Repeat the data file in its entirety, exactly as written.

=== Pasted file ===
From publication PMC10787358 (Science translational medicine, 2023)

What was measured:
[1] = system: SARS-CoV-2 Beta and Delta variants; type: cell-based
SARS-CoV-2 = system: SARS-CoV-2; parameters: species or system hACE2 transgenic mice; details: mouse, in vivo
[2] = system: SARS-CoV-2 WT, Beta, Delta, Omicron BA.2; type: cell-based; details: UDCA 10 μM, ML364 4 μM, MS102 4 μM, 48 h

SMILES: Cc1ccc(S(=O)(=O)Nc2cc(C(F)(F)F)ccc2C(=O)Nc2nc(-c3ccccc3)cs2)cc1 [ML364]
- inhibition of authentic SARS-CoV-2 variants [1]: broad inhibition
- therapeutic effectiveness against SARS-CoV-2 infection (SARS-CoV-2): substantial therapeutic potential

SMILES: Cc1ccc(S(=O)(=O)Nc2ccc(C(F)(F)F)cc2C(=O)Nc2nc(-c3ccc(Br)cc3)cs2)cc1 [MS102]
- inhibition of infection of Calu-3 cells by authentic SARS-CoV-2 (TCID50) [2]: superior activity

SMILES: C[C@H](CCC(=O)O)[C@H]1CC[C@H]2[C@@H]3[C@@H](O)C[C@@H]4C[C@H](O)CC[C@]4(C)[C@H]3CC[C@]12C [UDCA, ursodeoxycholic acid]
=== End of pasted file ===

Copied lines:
From publication PMC10787358 (Science translational medicine, 2023)

What was measured:
[1] = system: SARS-CoV-2 Beta and Delta variants; type: cell-based
SARS-CoV-2 = system: SARS-CoV-2; parameters: species or system hACE2 transgenic mice; details: mouse, in vivo
[2] = system: SARS-CoV-2 WT, Beta, Delta, Omicron BA.2; type: cell-based; details: UDCA 10 μM, ML364 4 μM, MS102 4 μM, 48 h

SMILES: Cc1ccc(S(=O)(=O)Nc2cc(C(F)(F)F)ccc2C(=O)Nc2nc(-c3ccccc3)cs2)cc1 [ML364]
- inhibition of authentic SARS-CoV-2 variants [1]: broad inhibition
- therapeutic effectiveness against SARS-CoV-2 infection (SARS-CoV-2): substantial therapeutic potential

SMILES: Cc1ccc(S(=O)(=O)Nc2ccc(C(F)(F)F)cc2C(=O)Nc2nc(-c3ccc(Br)cc3)cs2)cc1 [MS102]
- inhibition of infection of Calu-3 cells by authentic SARS-CoV-2 (TCID50) [2]: superior activity

SMILES: C[C@H](CCC(=O)O)[C@H]1CC[C@H]2[C@@H]3[C@@H](O)C[C@@H]4C[C@H](O)CC[C@]4(C)[C@H]3CC[C@]12C [UDCA, ursodeoxycholic acid]